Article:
History Channel's Pawn Stars is currently in its 15th season. Becoming the channel's highest rated show and generating two spin-offs, Pawn Stars' success is undeniable. While we love to watch the hijinks of Rick, Old Man, Big Hoss and Chumlee, the real draw for viewers is the revolving door of unexpectedly fascinating items being pawned.
In a way, it's like Antiques Roadshow, albeit more rough around the edges. Often the guys will go out of their way to track down a high-prized item (usually a classic car or a vintage piece of weaponry), but most of the time items of all value--big and small--come strolling through their doors, looking to earn their owners a pretty penny.
The people pawning usually have an interesting story to go along with what they've brought in, and on-screen info will tell the viewer even more fun trivia about all kinds of things: from vintage baseball cards to sunken treasure. You never know what's going to be pawned.
The guys aren't afraid to tell it to a seller's face if what they're bringing in is pure junk or a total fake (especially Rick and Old Man), and when that happens - it's television gold. The items on this list are either too niche, too wacky, or just flat out bad. Here is our list of the 15 Worst Things That Have Ever Been Pawned on Pawn Stars.
15 50 Year-Old Waffle Iron
Just the idea of this item itself will cause somebody to go "hmm?" Why would anybody want a countertop appliance that's half a century old!? For decoration sure, but when the seller asks for $100, it's clear that she feels that this old piece of machinery will help an interested buyer make a delicious breakfast. A simple search online will turn up modern, brand new waffle irons that are half that price, even less.
The thing is fully functional, so we'll give her that. However Chumlee notices that it'll have to be cleaned up quite a bit, and even then it could be a hard sell, and only to a specifically interested buyer. She walks way with a final deal of $50, which is still more than a new waffle maker. Waffles made from a decades-old piece of rusted machinery? Yum.
14 19th Century Tonsillotome
If you thought the blood transfusion kit from the 1950's was creepy, wait until you get a load of this 19th century tool for removing tonsils. Called a "tonsillotome," this terrifying set of scrapers, scissors and slicers will leave you squirming.
While we get some interesting background on this tool's function, the demonstration of how this tool works is nothing short of petrifying. A set of scissors grabs the tonsils, a sharpened ring slices them off, and then a curved shaving mechanism finishes the job.
After this gruesome tutorial comes the suggestion that you could show off the removed tonsils while keeping them clamped down in these nifty tools. What a treat! The seller gets $800 for one of the most fear-inducing artifacts in Pawn Stars history.
13 Jolly Chimp
You've probably seen these chimps (called Jolly Chimps) before, one even made a villainous appearance in Pixar's Toy Story 3. That's a perfect role for these terrifying simians too. In fact, part of the reason the seller is letting go of her Jolly Chimp is that it scares her grandkids. One look at it, with its blood-red gums, maniacal grimace and bulging crimson eyes, and it's no wonder why.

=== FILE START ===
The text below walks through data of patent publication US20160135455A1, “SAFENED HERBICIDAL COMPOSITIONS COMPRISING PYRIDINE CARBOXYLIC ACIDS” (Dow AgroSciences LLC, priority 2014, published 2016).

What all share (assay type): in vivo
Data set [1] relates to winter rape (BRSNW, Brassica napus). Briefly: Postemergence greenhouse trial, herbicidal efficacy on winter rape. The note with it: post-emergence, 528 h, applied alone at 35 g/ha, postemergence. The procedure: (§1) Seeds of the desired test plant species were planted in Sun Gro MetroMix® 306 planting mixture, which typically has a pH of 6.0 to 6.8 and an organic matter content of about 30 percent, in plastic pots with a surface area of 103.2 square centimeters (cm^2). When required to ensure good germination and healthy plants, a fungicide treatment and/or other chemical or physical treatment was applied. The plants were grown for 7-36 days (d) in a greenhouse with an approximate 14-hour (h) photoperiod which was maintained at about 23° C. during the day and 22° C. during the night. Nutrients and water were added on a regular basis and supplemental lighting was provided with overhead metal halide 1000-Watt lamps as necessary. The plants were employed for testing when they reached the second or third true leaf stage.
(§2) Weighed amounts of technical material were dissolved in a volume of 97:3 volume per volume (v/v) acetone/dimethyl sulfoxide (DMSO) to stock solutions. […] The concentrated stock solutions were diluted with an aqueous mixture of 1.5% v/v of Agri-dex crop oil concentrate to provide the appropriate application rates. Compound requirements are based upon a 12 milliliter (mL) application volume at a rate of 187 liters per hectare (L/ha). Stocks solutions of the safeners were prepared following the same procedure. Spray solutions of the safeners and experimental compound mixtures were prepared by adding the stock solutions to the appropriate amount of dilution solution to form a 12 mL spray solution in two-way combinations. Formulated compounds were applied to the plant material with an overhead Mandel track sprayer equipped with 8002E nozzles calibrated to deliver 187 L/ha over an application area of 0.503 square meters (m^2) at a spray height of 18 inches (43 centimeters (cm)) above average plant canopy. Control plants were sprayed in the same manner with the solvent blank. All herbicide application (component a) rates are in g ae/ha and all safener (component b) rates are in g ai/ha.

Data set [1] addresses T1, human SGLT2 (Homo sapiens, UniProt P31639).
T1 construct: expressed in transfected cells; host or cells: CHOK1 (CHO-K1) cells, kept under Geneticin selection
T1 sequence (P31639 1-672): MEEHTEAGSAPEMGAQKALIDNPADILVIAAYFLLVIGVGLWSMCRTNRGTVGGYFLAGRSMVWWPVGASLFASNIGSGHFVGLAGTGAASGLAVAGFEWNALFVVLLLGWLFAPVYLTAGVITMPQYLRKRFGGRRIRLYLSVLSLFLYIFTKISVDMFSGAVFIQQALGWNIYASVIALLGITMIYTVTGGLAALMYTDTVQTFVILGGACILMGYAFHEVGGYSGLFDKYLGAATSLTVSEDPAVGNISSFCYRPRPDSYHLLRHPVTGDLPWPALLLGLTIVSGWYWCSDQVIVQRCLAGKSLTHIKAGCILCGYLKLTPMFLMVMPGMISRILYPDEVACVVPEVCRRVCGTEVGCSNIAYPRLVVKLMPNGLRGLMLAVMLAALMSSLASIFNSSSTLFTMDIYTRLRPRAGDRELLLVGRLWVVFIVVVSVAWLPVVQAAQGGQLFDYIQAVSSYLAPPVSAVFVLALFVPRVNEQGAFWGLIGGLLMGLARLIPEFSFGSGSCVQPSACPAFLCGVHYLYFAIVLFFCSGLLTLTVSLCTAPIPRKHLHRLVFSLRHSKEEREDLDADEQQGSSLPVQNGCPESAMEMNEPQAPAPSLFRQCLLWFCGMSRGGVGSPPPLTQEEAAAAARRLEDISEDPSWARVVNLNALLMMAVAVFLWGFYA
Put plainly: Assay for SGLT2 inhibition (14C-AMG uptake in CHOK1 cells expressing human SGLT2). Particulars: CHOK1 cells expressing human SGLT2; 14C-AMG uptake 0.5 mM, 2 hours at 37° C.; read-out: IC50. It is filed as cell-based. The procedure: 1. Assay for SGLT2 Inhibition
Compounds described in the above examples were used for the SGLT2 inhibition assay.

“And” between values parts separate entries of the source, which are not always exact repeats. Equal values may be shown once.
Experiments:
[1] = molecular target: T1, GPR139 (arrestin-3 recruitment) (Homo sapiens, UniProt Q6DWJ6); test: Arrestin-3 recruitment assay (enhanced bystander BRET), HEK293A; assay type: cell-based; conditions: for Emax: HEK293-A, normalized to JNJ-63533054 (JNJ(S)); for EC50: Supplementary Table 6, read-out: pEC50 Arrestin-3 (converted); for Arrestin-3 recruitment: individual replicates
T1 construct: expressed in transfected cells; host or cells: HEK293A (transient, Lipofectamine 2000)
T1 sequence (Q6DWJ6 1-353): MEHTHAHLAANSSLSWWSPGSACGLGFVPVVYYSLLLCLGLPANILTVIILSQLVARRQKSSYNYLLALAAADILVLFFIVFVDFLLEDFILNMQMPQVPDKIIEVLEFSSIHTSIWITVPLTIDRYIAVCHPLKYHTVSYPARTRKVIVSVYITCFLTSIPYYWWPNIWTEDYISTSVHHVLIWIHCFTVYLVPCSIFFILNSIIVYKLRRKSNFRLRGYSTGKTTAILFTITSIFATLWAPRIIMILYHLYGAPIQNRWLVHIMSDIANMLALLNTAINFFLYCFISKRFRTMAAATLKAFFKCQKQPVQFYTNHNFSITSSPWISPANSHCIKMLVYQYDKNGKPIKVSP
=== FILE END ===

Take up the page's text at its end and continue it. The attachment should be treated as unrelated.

She manages to walk into the shop at the right time, however, because Old Man has a soft spot for vintage toys. He never turns down an opportunity to wax nostalgic for his younger days playing with wind-up gizmos.
In a shocking turn of events, Old Man actually goes above her asking price ($100) and offers $150. She managed to pass off a nightmarish primate and make a clean profit in the process.
12 Antique Duck Press
Now this thing is just flat out strange. The first question from Chumlee is "what's a duck press?" A natural inquiry no doubt. So what is a duck press? It's essentially a juicer for duck carcasses. Yep, you put in a dead duck, this device mashes it down into a pulp and out comes all of the blood and guts.
The idea alone is not exactly appetizing, but the device itself is incredibly ornate and there's an even stranger reason why: this process was meant to be performed at a restaurant table side, in front of guests! Who would want to see this right before their meal?
Chumlee offers $1,500 for the thing, and the seller actually passes. Where in the world is this man going to get more than $1,500 for what's basically a poultry juicer from a bygone era? He should've taken the money and ran.
11 Exploding Dye-Pack of $10 Bills
It's always been a strange concept to pay money for...money. Especially old money. Especially old money with a hole cut right into the middle. Especially old money with a hole cut right into the middle and filled with exploding dye. Not to mention, they're $10's. Huh?
Dye-packs are still used today to help prevent bank robberies or at least make it easier to identify the thief - it's pretty hard to make a clean getaway when you're covered in blue or pink ink. Rick asks a pretty funny question: If you robbed a bank, why would you take 10's? Indeed.
They call in an expert to validate the legality of this purchase, and after getting the go-ahead the seller manages to talk Rick into giving him $175 for it. Rick feels that it's a buzz-worthy curiosity that will get people into his shop. Hey, if you say so.
10 Vintage Electroshock Machine
From the season four episode "Weird Science" comes...yet another shock therapy device. I won't begin to wonder why so many of these are scattered across the Las Vegas metropolitan area or why so many of them wind up at the pawn shop. Given the odd (and painful) nature of these machines, it's strange that so many people own them, and so many people feel that other people are willing to buy them.
But then again, the guys feel that there's someone out there that collects vintage electroshock therapy devices, and with several of them popping up on Pawn Stars, maybe they have a point. This one actually works, and yes - they test it on each other.
The seller makes out like a bandit with $75 in her pocket. A shocking purchase, if you ask me.
9 Sterling Silver Tiffany Walkman
Rick states right off the bat that old electronics are essentially useless, and that remains true, even if they're unnecessarily covered with luxurious silver by famous jewelry maker Tiffany & Co. Even if they're gifted by famous member of The Who, John Entwistle. While the pedigree on this device may be impressive, the thing plays cassettes. Good luck finding one of those in 2018.
The seller, a woman with wild nails and glasses, was once married to Entwistle, which is how she acquired this illustrious walkman. Sony collaborated with Tiffany & Co. to create these twinkling relics to mark the anniversary of what was basically the original iPod. A cool story for a storied item that went through even cooler hands, but again - cassettes!?